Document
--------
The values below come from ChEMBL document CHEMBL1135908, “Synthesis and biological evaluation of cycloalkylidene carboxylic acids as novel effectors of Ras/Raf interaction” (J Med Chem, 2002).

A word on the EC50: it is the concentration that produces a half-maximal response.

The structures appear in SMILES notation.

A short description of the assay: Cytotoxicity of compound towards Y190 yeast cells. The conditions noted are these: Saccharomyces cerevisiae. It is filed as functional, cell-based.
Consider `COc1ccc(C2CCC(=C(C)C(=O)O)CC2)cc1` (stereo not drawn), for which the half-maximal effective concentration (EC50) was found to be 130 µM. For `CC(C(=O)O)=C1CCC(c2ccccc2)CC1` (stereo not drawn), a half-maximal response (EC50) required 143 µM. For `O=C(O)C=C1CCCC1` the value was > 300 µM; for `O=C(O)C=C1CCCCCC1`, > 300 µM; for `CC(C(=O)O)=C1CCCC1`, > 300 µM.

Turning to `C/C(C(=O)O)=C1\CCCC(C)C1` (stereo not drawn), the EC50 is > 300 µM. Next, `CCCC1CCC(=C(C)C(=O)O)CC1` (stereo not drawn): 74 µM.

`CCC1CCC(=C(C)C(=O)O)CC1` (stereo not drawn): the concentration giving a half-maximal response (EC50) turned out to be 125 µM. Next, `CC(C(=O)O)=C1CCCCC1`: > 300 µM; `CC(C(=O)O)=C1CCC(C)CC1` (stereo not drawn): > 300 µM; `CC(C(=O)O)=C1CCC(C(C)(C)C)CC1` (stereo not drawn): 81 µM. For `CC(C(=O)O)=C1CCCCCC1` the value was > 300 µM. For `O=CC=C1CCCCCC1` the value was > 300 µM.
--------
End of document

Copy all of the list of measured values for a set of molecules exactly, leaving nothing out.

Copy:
The values below come from ChEMBL document CHEMBL1135908, “Synthesis and biological evaluation of cycloalkylidene carboxylic acids as novel effectors of Ras/Raf interaction” (J Med Chem, 2002).

A word on the EC50: it is the concentration that produces a half-maximal response.

The structures appear in SMILES notation.

A short description of the assay: Cytotoxicity of compound towards Y190 yeast cells. The conditions noted are these: Saccharomyces cerevisiae. It is filed as functional, cell-based.
Consider `COc1ccc(C2CCC(=C(C)C(=O)O)CC2)cc1` (stereo not drawn), for which the half-maximal effective concentration (EC50) was found to be 130 µM. For `CC(C(=O)O)=C1CCC(c2ccccc2)CC1` (stereo not drawn), a half-maximal response (EC50) required 143 µM. For `O=C(O)C=C1CCCC1` the value was > 300 µM; for `O=C(O)C=C1CCCCCC1`, > 300 µM; for `CC(C(=O)O)=C1CCCC1`, > 300 µM.

Turning to `C/C(C(=O)O)=C1\CCCC(C)C1` (stereo not drawn), the EC50 is > 300 µM. Next, `CCCC1CCC(=C(C)C(=O)O)CC1` (stereo not drawn): 74 µM.

`CCC1CCC(=C(C)C(=O)O)CC1` (stereo not drawn): the concentration giving a half-maximal response (EC50) turned out to be 125 µM. Next, `CC(C(=O)O)=C1CCCCC1`: > 300 µM; `CC(C(=O)O)=C1CCC(C)CC1` (stereo not drawn): > 300 µM; `CC(C(=O)O)=C1CCC(C(C)(C)C)CC1` (stereo not drawn): 81 µM. For `CC(C(=O)O)=C1CCCCCC1` the value was > 300 µM. For `O=CC=C1CCCCCC1` the value was > 300 µM.